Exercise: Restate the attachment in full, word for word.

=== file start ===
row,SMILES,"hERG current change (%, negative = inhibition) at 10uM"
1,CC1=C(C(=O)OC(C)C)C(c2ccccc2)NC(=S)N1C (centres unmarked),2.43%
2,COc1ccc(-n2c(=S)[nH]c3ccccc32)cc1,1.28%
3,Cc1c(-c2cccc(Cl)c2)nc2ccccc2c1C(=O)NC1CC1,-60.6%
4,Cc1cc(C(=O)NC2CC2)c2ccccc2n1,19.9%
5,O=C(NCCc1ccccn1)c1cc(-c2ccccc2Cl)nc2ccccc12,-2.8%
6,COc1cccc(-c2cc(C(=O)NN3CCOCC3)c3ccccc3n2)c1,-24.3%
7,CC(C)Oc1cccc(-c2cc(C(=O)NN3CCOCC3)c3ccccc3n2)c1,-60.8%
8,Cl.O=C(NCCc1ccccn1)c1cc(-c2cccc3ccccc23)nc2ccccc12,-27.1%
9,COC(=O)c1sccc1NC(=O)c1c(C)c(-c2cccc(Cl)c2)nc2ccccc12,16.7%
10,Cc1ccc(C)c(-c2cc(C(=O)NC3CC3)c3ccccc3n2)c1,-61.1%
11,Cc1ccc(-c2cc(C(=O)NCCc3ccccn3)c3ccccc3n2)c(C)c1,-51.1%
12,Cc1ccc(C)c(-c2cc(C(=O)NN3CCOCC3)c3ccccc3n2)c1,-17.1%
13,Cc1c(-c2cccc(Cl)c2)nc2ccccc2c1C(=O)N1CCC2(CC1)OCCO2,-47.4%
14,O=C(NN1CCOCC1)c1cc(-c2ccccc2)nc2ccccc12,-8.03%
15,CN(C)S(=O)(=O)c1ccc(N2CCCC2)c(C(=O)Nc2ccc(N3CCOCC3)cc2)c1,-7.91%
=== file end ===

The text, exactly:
row,SMILES,"hERG current change (%, negative = inhibition) at 10uM"
1,CC1=C(C(=O)OC(C)C)C(c2ccccc2)NC(=S)N1C (centres unmarked),2.43%
2,COc1ccc(-n2c(=S)[nH]c3ccccc32)cc1,1.28%
3,Cc1c(-c2cccc(Cl)c2)nc2ccccc2c1C(=O)NC1CC1,-60.6%
4,Cc1cc(C(=O)NC2CC2)c2ccccc2n1,19.9%
5,O=C(NCCc1ccccn1)c1cc(-c2ccccc2Cl)nc2ccccc12,-2.8%
6,COc1cccc(-c2cc(C(=O)NN3CCOCC3)c3ccccc3n2)c1,-24.3%
7,CC(C)Oc1cccc(-c2cc(C(=O)NN3CCOCC3)c3ccccc3n2)c1,-60.8%
8,Cl.O=C(NCCc1ccccn1)c1cc(-c2cccc3ccccc23)nc2ccccc12,-27.1%
9,COC(=O)c1sccc1NC(=O)c1c(C)c(-c2cccc(Cl)c2)nc2ccccc12,16.7%
10,Cc1ccc(C)c(-c2cc(C(=O)NC3CC3)c3ccccc3n2)c1,-61.1%
11,Cc1ccc(-c2cc(C(=O)NCCc3ccccn3)c3ccccc3n2)c(C)c1,-51.1%
12,Cc1ccc(C)c(-c2cc(C(=O)NN3CCOCC3)c3ccccc3n2)c1,-17.1%
13,Cc1c(-c2cccc(Cl)c2)nc2ccccc2c1C(=O)N1CCC2(CC1)OCCO2,-47.4%
14,O=C(NN1CCOCC1)c1cc(-c2ccccc2)nc2ccccc12,-8.03%
15,CN(C)S(=O)(=O)c1ccc(N2CCCC2)c(C(=O)Nc2ccc(N3CCOCC3)cc2)c1,-7.91%